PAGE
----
Bats are dying by the tens of thousands every year, they fall to sleep and end up plopping to the ground by the hundreds, littering the floors of caves nationwide with bat carcasses with noses covered in a white substance. The culprit? (no, not cocain) A fungus by the name of Geomyces Destructans, a new form of cold-loving fungus that embeds itself insides bats during hibernation, and destroys them from the inside out.
Bats have very few predators and are very resistant to disease, they can even live over 20 years in the wild because of it. Over 1,100 species of bat presently populate this earth, they accounts for about 20% of all known mammal species. But this fungus can make the bat locally extinct in just a few years time, and devastate the bat population. According to Whitenosesyndrome.org:
Bats with WNS exhibituncharacteristic behavior during cold winter months, including flying outside in the day and clustering near the entrances of hibernacula.Bats have been found sick and dying in unprecedented numbers in andaround caves and mines. WNS has killed more than 5.7 to 6.7 millionbats in eastern North America. In some hibernacula, 90 to 100 percentof bats have died.
The main vectors for the fungus to spread to neighboring caves seems to be the bats themselves. And spores that caused the infection may remain inside the cave long after the bats have died out or left, and is also moving south-west at an alarming rate. But why are they dying out? Well, according to Earth Magazine's article on White Nose Syndrome: “One possibility is that the disease interferes with the delicate physiological balance of hibernation.” which may kill bats by forcing them to move about more, using up the fat stores that would otherwise have been used for their winter hibernation. It also erodes and digests the bats skin. Bats infected with the fungus will fly about during the winter, and crawl on the floor, very atypical for a hibernating bat, this dehydrates the bats, and causes hypothermia in the process.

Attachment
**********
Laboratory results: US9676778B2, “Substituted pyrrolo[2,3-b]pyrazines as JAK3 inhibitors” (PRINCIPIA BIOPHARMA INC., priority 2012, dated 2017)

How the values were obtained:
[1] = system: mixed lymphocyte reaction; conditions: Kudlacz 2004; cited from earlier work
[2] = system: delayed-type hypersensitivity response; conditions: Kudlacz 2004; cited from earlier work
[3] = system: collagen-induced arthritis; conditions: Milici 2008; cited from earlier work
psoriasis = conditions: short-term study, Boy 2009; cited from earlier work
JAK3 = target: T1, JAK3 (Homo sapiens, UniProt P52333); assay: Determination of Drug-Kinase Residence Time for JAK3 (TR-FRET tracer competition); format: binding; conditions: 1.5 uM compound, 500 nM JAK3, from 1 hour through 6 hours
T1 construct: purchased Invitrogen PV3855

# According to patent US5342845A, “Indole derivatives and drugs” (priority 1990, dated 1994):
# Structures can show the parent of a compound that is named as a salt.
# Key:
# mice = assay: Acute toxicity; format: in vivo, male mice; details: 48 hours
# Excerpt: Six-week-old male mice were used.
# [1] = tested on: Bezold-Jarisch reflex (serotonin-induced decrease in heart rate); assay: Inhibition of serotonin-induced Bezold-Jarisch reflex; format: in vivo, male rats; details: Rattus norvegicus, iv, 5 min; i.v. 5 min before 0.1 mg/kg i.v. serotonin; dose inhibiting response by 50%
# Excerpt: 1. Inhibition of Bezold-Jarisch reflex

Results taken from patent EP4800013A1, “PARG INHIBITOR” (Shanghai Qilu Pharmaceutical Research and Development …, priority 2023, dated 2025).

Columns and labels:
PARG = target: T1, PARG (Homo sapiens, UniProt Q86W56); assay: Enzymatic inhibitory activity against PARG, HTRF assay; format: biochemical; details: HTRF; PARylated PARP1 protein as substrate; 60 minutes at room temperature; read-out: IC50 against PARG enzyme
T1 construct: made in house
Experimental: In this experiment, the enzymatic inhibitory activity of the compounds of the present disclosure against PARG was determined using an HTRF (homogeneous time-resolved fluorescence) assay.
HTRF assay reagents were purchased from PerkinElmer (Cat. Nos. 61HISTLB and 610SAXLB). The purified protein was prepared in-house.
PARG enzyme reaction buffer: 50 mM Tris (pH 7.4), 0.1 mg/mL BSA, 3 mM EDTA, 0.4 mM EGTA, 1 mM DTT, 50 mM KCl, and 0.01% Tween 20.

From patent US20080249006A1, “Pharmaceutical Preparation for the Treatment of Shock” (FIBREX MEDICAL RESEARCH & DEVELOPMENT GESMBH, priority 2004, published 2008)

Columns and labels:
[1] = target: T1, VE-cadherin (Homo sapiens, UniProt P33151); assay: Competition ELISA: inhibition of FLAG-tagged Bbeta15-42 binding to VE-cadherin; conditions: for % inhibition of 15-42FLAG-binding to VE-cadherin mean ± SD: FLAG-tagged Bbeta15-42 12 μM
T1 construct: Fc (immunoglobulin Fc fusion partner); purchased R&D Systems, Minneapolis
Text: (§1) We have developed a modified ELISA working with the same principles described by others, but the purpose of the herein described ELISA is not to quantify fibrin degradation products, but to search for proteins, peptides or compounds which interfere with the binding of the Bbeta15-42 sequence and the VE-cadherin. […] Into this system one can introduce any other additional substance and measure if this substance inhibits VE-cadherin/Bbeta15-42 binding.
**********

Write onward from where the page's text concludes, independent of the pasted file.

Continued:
[Scientists] do not yet know if the bats die as a result of the fungal infection or perhaps as a result of the interaction between the fungus and some other aspect of the environment. (Schmidt-french and Butler) Although research suggests it is the the main cause. (Altringham)
The good news, is that more research is being done on the disease, and more information is being spread about this. Larger bats hibernate for a shorter period of time, and they seem to be more able to withstand the brunt of the fungal attack. Bats are a vital resource for eliminating insects, therefore protecting crops, so bats being eliminated isn't a good sign for us.
I'll leave you to pursue this fast-moving topic, since anything I write will be rapidly out of date.
Earth Magazine June 2011
National Geographic December 2010
Altringham, John. Bats: From Evolution to Conservation. Second. Oxford Biology, 2011. Print.
Schmidt-french, Barbara, and Carol Butler. Do Bats Drink Blood. Rutgers University Press, 2009. Print.